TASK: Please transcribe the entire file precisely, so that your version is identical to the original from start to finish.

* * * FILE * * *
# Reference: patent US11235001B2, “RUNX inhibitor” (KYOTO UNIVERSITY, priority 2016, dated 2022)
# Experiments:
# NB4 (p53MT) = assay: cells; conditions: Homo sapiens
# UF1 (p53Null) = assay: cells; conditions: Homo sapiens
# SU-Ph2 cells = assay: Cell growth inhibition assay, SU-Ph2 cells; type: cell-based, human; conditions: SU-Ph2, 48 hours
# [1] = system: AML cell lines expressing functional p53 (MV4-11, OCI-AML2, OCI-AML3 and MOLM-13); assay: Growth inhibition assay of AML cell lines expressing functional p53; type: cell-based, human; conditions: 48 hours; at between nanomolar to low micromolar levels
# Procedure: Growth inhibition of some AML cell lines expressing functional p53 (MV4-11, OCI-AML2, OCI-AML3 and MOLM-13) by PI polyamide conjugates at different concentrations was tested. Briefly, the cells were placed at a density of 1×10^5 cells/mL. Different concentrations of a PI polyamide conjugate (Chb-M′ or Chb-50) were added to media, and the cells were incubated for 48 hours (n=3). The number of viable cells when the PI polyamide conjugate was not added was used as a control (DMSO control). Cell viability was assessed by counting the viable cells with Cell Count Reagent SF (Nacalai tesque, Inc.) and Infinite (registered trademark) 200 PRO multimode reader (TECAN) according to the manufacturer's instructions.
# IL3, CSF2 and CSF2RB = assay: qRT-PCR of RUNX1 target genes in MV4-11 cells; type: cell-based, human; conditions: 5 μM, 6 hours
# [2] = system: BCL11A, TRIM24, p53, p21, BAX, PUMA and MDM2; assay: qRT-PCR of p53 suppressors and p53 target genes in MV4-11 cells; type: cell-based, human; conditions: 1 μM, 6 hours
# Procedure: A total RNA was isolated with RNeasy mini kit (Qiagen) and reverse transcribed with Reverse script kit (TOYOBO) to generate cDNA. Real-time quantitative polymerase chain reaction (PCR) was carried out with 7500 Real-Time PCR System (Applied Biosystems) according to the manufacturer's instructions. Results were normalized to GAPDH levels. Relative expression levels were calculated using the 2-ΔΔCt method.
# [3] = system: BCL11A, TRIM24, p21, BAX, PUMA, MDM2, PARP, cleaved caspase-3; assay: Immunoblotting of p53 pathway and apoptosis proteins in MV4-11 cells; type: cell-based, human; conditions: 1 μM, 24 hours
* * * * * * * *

# Reference: patent US11235001B2, “RUNX inhibitor” (KYOTO UNIVERSITY, priority 2016, dated 2022)
# Experiments:
# NB4 (p53MT) = assay: cells; conditions: Homo sapiens
# UF1 (p53Null) = assay: cells; conditions: Homo sapiens
# SU-Ph2 cells = assay: Cell growth inhibition assay, SU-Ph2 cells; type: cell-based, human; conditions: SU-Ph2, 48 hours
# [1] = system: AML cell lines expressing functional p53 (MV4-11, OCI-AML2, OCI-AML3 and MOLM-13); assay: Growth inhibition assay of AML cell lines expressing functional p53; type: cell-based, human; conditions: 48 hours; at between nanomolar to low micromolar levels
# Procedure: Growth inhibition of some AML cell lines expressing functional p53 (MV4-11, OCI-AML2, OCI-AML3 and MOLM-13) by PI polyamide conjugates at different concentrations was tested. Briefly, the cells were placed at a density of 1×10^5 cells/mL. Different concentrations of a PI polyamide conjugate (Chb-M′ or Chb-50) were added to media, and the cells were incubated for 48 hours (n=3). The number of viable cells when the PI polyamide conjugate was not added was used as a control (DMSO control). Cell viability was assessed by counting the viable cells with Cell Count Reagent SF (Nacalai tesque, Inc.) and Infinite (registered trademark) 200 PRO multimode reader (TECAN) according to the manufacturer's instructions.
# IL3, CSF2 and CSF2RB = assay: qRT-PCR of RUNX1 target genes in MV4-11 cells; type: cell-based, human; conditions: 5 μM, 6 hours
# [2] = system: BCL11A, TRIM24, p53, p21, BAX, PUMA and MDM2; assay: qRT-PCR of p53 suppressors and p53 target genes in MV4-11 cells; type: cell-based, human; conditions: 1 μM, 6 hours
# Procedure: A total RNA was isolated with RNeasy mini kit (Qiagen) and reverse transcribed with Reverse script kit (TOYOBO) to generate cDNA. Real-time quantitative polymerase chain reaction (PCR) was carried out with 7500 Real-Time PCR System (Applied Biosystems) according to the manufacturer's instructions. Results were normalized to GAPDH levels. Relative expression levels were calculated using the 2-ΔΔCt method.
# [3] = system: BCL11A, TRIM24, p21, BAX, PUMA, MDM2, PARP, cleaved caspase-3; assay: Immunoblotting of p53 pathway and apoptosis proteins in MV4-11 cells; type: cell-based, human; conditions: 1 μM, 24 hours